But now look at this: the most beautiful woman in the world is shaking the most beautiful buttery flesh in the world, just so we’ll look at her, and Simka won’t.
“I know,” he says. “It proves what you always say: that I only want to look at women when they don’t want me to.”
Simka really is my friend, and here’s another reason: because, after all those years of buying puritanical taboos from Marxist-Leninists, now both of us wish we could dump the taboos and be brave, romantically, but neither one of us is. This is our slogan: Every person on this planet is a sensual being who deserves the right to give and receive physical affection — except, of course, for the person in question.
A slogan like ours is the opposite of an affirmation because it’s something you believe but don’t want to.
My mother has a story about riding the city buses after school. Men would stand close in front of her, hanging on to the bar overhead, and she’d move back to make room and try to concentrate on her homework, and when they’d move closer, she’d squeeze her knees as far away as possible. But no matter how far she’d squeeze, the men would sway closer, pressing their knees into hers, rubbing their calves against hers. She never looked at them and never knew what to do until one day she swung her leg back and kicked the man as hard as she could, right in the shin. He moved away, and she felt wonderful, really wonderful, and after that she was dying to do it again — to kick another knee-presser — but then, because she looked up, wanting it, none of those men ever stood in front of her again.
I want you to like me. I want with my whole body to make your whole body feel loved, but I don’t want you to be mad at me. I’m scared that, if I make you feel loved, I’ll disappoint you, and then you’ll be mad at me.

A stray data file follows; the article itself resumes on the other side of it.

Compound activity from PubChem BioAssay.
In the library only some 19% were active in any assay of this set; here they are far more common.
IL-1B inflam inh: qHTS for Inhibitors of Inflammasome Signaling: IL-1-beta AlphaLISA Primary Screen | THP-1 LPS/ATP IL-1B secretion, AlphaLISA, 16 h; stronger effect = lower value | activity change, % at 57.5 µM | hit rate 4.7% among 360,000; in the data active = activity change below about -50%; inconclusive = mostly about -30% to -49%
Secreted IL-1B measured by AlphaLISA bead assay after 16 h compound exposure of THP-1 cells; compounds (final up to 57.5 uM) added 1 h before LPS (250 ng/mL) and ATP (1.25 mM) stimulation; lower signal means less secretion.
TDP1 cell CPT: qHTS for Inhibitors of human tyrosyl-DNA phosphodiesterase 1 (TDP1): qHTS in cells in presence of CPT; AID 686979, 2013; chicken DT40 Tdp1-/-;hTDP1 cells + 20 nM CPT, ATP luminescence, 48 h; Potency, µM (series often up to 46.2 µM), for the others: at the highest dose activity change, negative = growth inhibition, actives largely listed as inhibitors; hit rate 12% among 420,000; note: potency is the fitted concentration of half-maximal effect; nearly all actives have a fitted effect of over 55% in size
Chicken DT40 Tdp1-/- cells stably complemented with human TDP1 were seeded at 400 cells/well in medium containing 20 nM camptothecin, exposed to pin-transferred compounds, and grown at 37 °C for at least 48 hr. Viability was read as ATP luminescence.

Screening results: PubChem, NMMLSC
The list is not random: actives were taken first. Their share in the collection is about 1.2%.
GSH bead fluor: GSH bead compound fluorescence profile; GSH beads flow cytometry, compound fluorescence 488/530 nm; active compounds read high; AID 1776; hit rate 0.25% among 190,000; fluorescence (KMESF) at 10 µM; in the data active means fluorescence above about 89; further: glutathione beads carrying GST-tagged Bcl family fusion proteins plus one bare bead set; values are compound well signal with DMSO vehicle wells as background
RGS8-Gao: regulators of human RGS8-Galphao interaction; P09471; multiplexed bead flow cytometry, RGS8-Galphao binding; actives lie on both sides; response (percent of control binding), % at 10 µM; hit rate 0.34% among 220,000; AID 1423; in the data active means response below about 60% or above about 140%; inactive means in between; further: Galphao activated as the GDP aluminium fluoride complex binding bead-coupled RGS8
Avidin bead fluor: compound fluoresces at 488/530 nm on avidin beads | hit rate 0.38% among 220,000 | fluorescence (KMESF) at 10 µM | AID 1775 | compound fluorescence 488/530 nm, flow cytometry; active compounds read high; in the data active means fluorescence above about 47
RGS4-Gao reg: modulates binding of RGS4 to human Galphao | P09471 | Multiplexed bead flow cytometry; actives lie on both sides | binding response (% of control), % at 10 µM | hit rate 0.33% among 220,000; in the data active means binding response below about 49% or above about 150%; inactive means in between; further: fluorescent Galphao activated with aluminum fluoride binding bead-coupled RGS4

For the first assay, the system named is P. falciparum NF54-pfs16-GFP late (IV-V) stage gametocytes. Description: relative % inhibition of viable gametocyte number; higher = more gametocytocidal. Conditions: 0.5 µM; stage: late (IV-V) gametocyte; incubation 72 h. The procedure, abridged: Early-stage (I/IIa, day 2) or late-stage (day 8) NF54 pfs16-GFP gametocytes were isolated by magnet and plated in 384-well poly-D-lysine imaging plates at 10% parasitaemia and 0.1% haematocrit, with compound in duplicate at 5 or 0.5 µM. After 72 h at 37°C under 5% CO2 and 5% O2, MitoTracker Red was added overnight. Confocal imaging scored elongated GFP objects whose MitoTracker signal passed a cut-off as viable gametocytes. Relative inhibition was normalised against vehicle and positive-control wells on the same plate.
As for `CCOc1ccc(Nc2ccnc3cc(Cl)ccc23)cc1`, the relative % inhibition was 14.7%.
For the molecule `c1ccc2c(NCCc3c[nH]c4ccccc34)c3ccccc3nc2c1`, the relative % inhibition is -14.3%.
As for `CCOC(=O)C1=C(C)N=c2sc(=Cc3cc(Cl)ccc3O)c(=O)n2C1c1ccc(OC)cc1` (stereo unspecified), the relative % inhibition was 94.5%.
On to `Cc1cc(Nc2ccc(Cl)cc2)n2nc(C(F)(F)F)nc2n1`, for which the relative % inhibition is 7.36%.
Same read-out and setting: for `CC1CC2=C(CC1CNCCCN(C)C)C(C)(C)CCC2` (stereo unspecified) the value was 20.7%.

For a long time I was mad at my body for betraying me. I kept telling it that we were just making friends with my roommate’s new boyfriend, just trying to convert this fellow student or that campus worker to communism. I thought my body was with me, but then Cathy and other voices of authority would yell at me. “You knew exactly what you were doing!” they yelled. “You were flaunting your body in that poor man’s face! No wonder he got the wrong idea! No wonder communist ideas aren’t sweeping the masses!”
So I tried hiding myself under a layer of fat and T-shirts stolen from my roommate’s brother, who was in the navy, but it didn’t work. I was still “flaunting my body.”
I think of men looking for women and girls who don’t fit their bodies, and it scares me. What do they want? To make us fit? To become our connection to ourselves and to all the world that enters through the body? Do they think that would be enough — that we’d never ask anything else?
I want you to love me. And maybe you’d love me if I let you inside. Maybe, if I showed you the places where my body doesn’t fit me, you would climb into those places and then I would fit.
But what if I want to fill my body myself? Suppose that, instead of my acting nervous here in front of you, begging you to connect my body to my words, suppose instead my body were full of me, and I laughed at my own jokes and cried at my own endings? Would you be mad that I hadn’t saved a space for you inside me?
When you give a reading, you want your audience to love you.